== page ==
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Local trustees in St. Albert support curriculum rewrite

If there is a change of government after the upcoming election, representatives from both the public and catholic school boards say they want the curriculum rewrite to continue.

If there is a change of government after the upcoming election, representatives from St. Albert's public and Catholic school boards say they want the curriculum rewrite to continue. 

Joe Becigneul, a trustee from the Catholic board, said lots of good work has been gone into redoing the curriculum and he doesn't want to see the baby thrown out with the bathwater. 

“There is certainly a need. It hasn't been (rewritten) in 30 years. In our opinion, the model that had begun under the current government where they involved a lot of consultation with parents and educators – most importantly educators – those who are teaching the curriculum have done a very excellent job putting together the new curriculum.”

Cheryl Dumont, a trustee for the public board, agreed, noting 13 teachers from her board have had input at some point in the process.

“We feel pretty confident with the curriculum, although I'm quite happy no matter what government comes in, if they want to take a quick look through it that is good policy and they probably should do that. But let's not delay it very long at all,” Dumont said. 

What both trustees said they are looking for out of their future government is a consistent funding model to help handle capital costs and programs for students. 

Becigneul said what they really want is funding for inclusive education. 

“We have special needs and they certainly don't fund them to the level that it needs to be funded,” he said.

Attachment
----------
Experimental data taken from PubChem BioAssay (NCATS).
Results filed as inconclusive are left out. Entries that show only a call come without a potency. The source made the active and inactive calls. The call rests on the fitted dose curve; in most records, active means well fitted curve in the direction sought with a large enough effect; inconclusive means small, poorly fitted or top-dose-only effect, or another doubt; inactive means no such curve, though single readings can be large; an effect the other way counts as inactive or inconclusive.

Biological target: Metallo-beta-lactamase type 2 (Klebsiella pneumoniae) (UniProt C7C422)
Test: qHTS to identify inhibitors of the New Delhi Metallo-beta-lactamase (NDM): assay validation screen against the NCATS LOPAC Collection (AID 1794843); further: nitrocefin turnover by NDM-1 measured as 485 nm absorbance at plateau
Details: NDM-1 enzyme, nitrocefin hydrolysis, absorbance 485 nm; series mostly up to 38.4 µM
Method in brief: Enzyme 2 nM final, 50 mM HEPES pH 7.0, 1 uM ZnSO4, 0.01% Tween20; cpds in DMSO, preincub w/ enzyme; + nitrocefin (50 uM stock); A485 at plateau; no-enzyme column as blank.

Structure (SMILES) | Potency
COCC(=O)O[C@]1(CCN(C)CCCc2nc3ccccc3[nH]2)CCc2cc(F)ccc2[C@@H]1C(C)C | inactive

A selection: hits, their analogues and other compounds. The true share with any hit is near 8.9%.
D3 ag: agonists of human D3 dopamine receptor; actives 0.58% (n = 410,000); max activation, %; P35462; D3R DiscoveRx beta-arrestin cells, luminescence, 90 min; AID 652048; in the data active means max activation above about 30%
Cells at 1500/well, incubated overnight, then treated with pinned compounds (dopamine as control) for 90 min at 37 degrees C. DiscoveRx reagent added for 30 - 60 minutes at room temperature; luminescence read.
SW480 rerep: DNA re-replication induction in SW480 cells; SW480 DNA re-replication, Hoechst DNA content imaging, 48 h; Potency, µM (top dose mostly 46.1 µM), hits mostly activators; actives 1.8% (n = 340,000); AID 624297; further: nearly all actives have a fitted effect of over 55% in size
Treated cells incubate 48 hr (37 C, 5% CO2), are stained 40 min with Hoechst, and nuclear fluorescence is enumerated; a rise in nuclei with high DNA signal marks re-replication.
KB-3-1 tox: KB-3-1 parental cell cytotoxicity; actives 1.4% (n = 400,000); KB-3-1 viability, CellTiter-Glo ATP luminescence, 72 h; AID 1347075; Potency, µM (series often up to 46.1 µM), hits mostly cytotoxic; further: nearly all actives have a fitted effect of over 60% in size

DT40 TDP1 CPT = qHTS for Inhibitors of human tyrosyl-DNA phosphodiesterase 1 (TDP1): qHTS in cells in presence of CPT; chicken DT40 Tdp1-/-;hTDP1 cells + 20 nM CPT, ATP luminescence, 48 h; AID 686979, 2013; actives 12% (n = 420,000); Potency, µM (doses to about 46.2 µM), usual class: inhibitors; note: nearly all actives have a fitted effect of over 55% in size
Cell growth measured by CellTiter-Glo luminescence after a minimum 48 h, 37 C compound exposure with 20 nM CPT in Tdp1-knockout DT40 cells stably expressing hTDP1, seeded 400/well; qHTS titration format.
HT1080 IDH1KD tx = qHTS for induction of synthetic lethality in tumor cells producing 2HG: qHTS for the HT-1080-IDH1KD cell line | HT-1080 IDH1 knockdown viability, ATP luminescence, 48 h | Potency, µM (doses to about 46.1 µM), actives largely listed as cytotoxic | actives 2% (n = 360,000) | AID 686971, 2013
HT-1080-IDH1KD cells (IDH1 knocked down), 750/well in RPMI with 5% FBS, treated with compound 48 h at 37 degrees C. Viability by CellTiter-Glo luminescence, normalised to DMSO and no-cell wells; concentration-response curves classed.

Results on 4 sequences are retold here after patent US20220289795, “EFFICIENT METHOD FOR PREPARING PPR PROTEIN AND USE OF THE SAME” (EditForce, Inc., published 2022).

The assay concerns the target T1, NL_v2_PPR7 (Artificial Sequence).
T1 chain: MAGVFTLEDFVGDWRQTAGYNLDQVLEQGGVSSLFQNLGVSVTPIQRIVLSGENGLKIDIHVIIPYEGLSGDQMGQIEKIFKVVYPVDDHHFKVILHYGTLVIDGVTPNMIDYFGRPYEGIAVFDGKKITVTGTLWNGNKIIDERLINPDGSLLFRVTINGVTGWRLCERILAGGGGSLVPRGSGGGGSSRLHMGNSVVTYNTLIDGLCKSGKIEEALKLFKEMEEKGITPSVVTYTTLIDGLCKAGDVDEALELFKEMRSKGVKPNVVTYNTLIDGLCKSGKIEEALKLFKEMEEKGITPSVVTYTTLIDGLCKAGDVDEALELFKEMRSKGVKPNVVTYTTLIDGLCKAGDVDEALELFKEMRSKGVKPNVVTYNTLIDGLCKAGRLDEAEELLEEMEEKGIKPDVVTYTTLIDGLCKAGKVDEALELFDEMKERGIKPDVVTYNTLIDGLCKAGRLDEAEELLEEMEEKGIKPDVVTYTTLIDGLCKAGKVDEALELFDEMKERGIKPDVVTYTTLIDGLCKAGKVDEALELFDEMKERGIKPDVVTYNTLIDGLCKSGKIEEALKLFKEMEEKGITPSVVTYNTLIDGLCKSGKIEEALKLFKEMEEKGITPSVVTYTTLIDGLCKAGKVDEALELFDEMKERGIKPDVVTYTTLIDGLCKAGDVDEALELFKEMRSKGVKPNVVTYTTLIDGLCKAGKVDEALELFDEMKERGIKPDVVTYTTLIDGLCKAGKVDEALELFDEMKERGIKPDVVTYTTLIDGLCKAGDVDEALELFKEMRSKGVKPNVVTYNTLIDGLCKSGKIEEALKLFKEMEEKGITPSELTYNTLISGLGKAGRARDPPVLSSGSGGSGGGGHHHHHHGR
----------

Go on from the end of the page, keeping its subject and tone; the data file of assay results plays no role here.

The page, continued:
The trustee also said he wants to see the province continue to fund all of the separate school districts that are offering the Alberta curriculum.

Dumont said a big priority for her school district is new school sites. 

“We need new schools. We are growing. We need a new high school and we also need another K-9 in the west end and we need renovations in some of our older schools."

Dumont said they also need new modular units to replace their old portables, which are over 30 years old. 

The trustee said their district doesn't want to see their Gay Straight Alliances (GSAs) in their schools compromised or want to see their students outed to parents. 

“I would invite anybody to come into any of our GSAs in our school and look at them for themselves and see how important they are for our kids,” Dumont said. 

Overall, both trustees said their students are performing at a high level, with the majority of them passing standardized testing.

Dumont said their district has a high rate of students graduating and going on to post secondary education. 

“We are feeling pretty good about our math scores,” Dumont said. 

“The majority of our kids pass math, absolutely.”

Dumont said in St. Albert, test scores are exceptionally high and graduation rates are well more than the average. 

“I'm in schools every week, sometimes every day, and we are turning out really intelligent people. They are kids who are able to speak well and they do test well.”

Jennifer Henderson

About the Author: Jennifer Henderson

Jennifer Henderson is the editor of the St. Albert Gazette and has been with Great West Media since 2015
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